But the notice added that comments on potential oil and gas activity in ANWR wouldn’t be considered. The agency said that under ANILCA, the Alaska National Interest Lands Conservation Act of 1980, which enlarged the refuge and designed much of it as wilderness, Congress reserved for itself the decision on whether to allow oil and gas development on the coastal plain, specifically in what’s known as the 1002 area.
“Therefore, the Service does not have the authority to decide this issue, and we will not consider or respond to comments that support or oppose such development,” Fish and Wildlife’s Federal Register notice said.
Attorney general objects“There are at least three significant problems with the Service’s position,” Sullivan’s letter said.
First, the service is obliged to consider oil and gas development as an alternative use for the 1002 area under NEPA, the National Environmental Policy Act, he said.
Second, even though Congress alone has the power to lift the drilling ban, the courts have rejected the requirement for legislative implementation as a rationale for limiting public comment on an alternative, Sullivan argued.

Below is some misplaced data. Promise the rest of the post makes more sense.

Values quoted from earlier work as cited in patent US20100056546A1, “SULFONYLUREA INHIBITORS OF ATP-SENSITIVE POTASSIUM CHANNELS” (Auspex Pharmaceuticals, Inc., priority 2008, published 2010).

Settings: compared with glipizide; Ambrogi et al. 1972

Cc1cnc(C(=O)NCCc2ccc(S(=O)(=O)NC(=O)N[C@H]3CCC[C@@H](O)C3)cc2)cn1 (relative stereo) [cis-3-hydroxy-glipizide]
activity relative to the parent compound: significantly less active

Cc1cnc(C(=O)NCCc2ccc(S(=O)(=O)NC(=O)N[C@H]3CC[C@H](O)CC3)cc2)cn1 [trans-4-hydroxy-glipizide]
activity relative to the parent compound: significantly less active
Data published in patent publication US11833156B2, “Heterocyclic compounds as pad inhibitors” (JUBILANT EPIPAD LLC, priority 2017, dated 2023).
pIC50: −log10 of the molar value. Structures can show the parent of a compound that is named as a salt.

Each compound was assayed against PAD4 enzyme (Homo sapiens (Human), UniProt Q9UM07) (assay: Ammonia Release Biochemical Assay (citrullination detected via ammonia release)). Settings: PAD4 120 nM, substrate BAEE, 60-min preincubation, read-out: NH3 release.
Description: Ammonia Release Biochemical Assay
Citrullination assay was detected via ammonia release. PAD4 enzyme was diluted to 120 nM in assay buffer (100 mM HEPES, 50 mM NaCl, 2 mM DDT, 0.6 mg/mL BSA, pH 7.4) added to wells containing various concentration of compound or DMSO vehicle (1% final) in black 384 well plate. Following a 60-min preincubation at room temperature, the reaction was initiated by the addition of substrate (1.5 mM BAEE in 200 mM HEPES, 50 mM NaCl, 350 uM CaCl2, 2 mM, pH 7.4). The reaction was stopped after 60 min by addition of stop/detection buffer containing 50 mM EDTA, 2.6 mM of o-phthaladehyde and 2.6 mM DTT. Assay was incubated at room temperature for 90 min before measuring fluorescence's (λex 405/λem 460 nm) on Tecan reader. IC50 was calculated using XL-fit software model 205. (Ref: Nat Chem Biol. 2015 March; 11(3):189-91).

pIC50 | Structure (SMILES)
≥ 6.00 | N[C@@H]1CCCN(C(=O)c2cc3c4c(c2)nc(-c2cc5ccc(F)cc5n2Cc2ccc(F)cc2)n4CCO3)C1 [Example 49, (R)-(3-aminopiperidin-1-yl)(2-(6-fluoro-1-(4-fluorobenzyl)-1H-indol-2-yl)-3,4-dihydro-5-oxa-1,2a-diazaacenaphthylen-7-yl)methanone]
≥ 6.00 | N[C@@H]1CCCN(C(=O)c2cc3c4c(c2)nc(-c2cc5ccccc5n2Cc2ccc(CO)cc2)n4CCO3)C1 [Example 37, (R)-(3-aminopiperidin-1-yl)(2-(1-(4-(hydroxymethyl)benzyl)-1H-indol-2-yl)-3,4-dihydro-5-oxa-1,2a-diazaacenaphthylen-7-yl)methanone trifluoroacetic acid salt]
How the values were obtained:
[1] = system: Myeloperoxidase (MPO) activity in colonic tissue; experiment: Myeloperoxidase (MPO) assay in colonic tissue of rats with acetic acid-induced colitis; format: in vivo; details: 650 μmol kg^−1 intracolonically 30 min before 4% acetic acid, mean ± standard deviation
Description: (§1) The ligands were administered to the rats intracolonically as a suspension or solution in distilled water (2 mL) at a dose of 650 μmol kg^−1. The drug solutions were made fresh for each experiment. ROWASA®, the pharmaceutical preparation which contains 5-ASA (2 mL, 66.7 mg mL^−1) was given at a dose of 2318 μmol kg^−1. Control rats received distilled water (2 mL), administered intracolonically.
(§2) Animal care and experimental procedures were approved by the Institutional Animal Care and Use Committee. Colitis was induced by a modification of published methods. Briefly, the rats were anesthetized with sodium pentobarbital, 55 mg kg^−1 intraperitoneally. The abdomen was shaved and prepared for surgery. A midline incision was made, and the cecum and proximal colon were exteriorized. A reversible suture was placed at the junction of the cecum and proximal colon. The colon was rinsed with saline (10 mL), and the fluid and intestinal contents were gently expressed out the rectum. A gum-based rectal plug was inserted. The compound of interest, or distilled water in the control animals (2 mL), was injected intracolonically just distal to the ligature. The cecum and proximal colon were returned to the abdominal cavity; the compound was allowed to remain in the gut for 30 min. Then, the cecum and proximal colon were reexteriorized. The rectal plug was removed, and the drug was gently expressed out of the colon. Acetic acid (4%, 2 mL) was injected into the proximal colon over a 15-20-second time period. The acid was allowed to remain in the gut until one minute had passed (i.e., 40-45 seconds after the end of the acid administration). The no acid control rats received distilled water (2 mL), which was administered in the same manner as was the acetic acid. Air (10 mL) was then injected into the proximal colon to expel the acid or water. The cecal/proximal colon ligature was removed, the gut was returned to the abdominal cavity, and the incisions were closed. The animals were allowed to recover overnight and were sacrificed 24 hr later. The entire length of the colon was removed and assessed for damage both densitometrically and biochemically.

Third, he said, the Fish and Wildlife Service has “unreasonably restricted the scope of the public comment period to exclude discussion of oil and gas development because ANILCA expressly requires the Service to consider how oil and gas development will impact wildlife and the environment.”
Sullivan called on the agency to issue a “corrected” notice of intent to revise the comprehensive conservation plan and to prepare an environmental impact statement.
In updating the ANWR plan, Fish and Wildlife indicated it might propose new areas suitable for wilderness, possibly including the key 1002 area.
The service would forward its recommendations to the Interior secretary, and any new wilderness designation would be subject to congressional approval.
The agency also said it would review the idea of additional wild and scenic rivers in ANWR.
Gibert, who is the state’s ANILCA program coordinator, opposed both ideas in her letter to the refuge manager.
Like Sullivan, Gibert suggested the process shouldn’t exclude talk of oil and gas development.